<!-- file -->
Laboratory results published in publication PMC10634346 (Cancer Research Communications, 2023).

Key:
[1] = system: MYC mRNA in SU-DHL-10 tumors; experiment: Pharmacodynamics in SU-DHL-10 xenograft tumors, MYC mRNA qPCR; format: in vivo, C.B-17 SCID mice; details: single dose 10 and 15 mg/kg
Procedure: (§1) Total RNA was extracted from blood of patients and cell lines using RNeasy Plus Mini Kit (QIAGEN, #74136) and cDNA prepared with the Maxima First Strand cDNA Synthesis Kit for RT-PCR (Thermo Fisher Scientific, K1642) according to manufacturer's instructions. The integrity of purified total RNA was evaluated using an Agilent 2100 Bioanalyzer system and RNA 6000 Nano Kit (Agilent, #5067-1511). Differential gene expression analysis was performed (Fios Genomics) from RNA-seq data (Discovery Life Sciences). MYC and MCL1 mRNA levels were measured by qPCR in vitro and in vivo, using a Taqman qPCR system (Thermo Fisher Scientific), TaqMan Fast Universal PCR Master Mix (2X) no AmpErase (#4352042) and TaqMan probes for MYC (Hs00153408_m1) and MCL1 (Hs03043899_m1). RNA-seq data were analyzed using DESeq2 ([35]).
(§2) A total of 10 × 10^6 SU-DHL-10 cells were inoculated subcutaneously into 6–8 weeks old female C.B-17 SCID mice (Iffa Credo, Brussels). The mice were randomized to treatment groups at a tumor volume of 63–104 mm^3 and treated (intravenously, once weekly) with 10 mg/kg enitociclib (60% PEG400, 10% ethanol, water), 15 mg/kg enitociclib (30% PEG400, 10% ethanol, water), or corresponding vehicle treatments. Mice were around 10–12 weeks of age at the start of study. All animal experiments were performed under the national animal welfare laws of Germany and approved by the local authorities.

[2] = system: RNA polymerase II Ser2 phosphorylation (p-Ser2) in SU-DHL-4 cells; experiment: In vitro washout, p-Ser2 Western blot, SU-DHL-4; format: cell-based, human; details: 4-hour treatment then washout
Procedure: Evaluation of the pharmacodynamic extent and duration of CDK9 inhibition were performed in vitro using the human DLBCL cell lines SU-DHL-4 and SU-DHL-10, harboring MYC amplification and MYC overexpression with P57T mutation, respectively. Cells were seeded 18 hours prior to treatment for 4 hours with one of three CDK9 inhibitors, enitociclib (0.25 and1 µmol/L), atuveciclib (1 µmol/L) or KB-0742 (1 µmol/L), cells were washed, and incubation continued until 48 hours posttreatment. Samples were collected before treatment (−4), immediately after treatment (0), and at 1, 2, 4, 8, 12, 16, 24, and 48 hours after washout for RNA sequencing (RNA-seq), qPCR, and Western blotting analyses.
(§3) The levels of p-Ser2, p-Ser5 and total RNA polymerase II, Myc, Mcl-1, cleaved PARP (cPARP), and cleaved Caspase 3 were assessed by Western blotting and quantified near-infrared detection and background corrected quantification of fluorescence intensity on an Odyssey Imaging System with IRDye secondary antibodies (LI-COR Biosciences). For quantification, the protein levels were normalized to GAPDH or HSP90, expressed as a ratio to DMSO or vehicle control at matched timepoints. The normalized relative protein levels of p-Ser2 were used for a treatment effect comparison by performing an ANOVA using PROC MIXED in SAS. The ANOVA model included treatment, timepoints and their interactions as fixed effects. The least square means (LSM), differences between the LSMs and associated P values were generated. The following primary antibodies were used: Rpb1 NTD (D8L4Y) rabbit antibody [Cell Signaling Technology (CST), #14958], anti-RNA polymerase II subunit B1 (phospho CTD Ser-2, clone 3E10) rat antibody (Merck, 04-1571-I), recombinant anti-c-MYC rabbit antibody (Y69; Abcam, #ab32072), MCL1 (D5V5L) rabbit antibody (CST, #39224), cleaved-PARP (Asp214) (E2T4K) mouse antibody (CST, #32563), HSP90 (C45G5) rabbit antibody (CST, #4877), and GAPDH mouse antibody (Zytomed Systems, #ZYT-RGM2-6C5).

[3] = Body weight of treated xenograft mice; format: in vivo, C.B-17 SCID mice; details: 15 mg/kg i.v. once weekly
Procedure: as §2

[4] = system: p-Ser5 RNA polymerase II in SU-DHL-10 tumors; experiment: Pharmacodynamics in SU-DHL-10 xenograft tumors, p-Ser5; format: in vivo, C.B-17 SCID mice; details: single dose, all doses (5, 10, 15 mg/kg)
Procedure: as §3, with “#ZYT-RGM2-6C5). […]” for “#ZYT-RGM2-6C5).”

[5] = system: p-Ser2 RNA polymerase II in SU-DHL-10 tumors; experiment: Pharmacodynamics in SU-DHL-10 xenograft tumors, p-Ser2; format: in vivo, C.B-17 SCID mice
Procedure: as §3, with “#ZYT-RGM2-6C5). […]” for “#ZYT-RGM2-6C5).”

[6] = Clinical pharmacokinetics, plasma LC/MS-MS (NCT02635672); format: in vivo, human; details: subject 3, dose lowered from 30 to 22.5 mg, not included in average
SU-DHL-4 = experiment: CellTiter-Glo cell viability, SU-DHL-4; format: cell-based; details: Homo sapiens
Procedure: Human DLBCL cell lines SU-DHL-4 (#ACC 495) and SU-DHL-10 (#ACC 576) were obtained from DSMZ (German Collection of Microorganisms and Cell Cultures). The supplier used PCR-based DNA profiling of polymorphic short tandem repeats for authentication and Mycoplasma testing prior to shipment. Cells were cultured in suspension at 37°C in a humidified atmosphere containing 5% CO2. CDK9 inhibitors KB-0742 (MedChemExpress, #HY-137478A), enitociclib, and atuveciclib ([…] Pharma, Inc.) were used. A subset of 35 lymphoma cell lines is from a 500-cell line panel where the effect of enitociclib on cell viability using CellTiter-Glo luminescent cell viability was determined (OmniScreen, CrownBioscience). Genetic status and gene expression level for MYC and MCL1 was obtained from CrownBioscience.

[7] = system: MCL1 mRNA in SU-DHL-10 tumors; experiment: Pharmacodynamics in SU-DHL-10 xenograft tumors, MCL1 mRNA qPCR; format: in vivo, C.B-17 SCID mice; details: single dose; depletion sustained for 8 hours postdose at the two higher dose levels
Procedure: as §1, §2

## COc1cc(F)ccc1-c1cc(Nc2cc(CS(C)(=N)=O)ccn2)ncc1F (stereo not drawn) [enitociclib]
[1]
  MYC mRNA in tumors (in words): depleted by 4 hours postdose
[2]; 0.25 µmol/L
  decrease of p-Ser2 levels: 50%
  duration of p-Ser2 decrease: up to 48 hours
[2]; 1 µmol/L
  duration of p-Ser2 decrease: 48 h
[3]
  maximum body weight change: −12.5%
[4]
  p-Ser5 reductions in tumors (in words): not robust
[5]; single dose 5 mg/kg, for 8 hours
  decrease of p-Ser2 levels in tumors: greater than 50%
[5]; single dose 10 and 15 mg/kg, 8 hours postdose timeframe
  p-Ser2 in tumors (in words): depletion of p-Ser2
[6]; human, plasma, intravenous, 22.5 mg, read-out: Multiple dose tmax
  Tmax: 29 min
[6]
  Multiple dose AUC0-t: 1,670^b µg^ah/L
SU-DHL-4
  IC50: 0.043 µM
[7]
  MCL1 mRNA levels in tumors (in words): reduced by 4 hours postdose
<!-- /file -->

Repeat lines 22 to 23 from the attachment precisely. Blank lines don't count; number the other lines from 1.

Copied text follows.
  MYC mRNA in tumors (in words): depleted by 4 hours postdose
[2]; 0.25 µmol/L